What is Conservation Agriculture?
This webpage from the European Conservation Agriculture Federation website gives a summary of Conservation Agriculture. It explains the core principles of CA as well as some related concepts. Two additional pages on the site outline the economic and environmental benefits of the approach.
Findings & recommendations
- Conservation Agriculture (CA) is a sustainable approach to agricultural production which aims to protect soil from erosion and degradation, improve its quality and biodiversity, contribute to the preservation of natural resources, water and air, whilst optimising yields.
- CA is based on three core principles: minimum soil disturbance, maintenance of permanent soil cover and use of crop rotations with a diversity of crop species.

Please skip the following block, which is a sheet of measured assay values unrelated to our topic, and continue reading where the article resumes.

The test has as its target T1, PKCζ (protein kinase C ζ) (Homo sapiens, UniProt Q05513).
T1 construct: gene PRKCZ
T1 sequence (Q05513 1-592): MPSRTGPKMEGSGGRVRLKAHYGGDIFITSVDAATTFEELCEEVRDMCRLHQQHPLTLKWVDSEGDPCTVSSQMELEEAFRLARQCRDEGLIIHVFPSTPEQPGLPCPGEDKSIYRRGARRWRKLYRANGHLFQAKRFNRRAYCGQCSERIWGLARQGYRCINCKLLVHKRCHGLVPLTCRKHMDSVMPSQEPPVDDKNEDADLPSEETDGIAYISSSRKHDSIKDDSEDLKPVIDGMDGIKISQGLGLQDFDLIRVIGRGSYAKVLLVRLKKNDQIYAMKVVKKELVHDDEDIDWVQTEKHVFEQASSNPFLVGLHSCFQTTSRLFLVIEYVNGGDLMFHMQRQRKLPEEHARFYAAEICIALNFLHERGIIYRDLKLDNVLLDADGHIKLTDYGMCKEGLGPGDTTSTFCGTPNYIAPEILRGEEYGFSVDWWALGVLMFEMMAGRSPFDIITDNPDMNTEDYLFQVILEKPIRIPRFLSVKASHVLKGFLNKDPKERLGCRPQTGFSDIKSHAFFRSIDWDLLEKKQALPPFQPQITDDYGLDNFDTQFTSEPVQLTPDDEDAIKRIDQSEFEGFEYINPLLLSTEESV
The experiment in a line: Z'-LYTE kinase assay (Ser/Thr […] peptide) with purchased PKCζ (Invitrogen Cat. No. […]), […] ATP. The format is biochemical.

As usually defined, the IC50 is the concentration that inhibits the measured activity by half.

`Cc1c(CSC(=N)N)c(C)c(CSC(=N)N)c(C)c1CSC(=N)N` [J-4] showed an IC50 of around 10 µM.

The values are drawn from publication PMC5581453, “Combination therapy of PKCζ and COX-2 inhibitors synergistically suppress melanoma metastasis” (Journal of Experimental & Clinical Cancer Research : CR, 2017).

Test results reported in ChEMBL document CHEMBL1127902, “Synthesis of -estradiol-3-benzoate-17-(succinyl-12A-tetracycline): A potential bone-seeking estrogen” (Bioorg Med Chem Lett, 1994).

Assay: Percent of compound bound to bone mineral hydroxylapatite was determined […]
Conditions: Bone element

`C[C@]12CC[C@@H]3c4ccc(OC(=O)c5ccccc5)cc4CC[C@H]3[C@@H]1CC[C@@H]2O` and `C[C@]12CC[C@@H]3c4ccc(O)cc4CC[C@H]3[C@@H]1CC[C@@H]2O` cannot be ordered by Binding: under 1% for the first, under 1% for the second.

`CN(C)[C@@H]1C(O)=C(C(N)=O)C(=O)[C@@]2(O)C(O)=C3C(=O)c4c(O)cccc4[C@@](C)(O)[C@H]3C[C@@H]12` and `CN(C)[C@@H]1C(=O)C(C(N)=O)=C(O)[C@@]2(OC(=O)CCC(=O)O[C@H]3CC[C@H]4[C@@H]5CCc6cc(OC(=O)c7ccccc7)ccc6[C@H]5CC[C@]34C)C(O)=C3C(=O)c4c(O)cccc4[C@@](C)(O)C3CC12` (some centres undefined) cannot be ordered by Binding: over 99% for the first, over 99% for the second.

- Related concepts include no tillage and groundcovers as a way of minimising soil disturbance.
- Economic benefits of the approach include labour and fuel saving in perennial crops, cost-savings in annual crops, increase of yields, reduction of run-off and erosion which contribute to increased agricultural production costs.
- Environmental benefits include: improvement of soil properties, increase of biodiversity, less erosion, less CO2 emissions, increased carbon sequestration, less contamination of downstream water, reduction of floods and landslides.